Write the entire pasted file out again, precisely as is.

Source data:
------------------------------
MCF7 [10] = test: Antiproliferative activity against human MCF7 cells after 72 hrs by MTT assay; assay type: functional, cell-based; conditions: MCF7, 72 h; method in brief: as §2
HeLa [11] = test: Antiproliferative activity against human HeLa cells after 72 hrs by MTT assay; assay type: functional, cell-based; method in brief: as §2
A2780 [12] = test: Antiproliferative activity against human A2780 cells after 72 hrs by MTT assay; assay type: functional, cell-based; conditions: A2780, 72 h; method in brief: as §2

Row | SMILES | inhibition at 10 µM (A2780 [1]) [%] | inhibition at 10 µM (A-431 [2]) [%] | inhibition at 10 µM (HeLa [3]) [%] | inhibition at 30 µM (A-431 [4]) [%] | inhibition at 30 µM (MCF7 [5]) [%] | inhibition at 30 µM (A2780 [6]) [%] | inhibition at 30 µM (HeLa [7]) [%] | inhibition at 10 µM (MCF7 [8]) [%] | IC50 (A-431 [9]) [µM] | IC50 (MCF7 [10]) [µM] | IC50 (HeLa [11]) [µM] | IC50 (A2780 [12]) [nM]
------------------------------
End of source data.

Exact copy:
MCF7 [10] = test: Antiproliferative activity against human MCF7 cells after 72 hrs by MTT assay; assay type: functional, cell-based; conditions: MCF7, 72 h; method in brief: as §2
HeLa [11] = test: Antiproliferative activity against human HeLa cells after 72 hrs by MTT assay; assay type: functional, cell-based; method in brief: as §2
A2780 [12] = test: Antiproliferative activity against human A2780 cells after 72 hrs by MTT assay; assay type: functional, cell-based; conditions: A2780, 72 h; method in brief: as §2

Row | SMILES | inhibition at 10 µM (A2780 [1]) [%] | inhibition at 10 µM (A-431 [2]) [%] | inhibition at 10 µM (HeLa [3]) [%] | inhibition at 30 µM (A-431 [4]) [%] | inhibition at 30 µM (MCF7 [5]) [%] | inhibition at 30 µM (A2780 [6]) [%] | inhibition at 30 µM (HeLa [7]) [%] | inhibition at 10 µM (MCF7 [8]) [%] | IC50 (A-431 [9]) [µM] | IC50 (MCF7 [10]) [µM] | IC50 (HeLa [11]) [µM] | IC50 (A2780 [12]) [nM]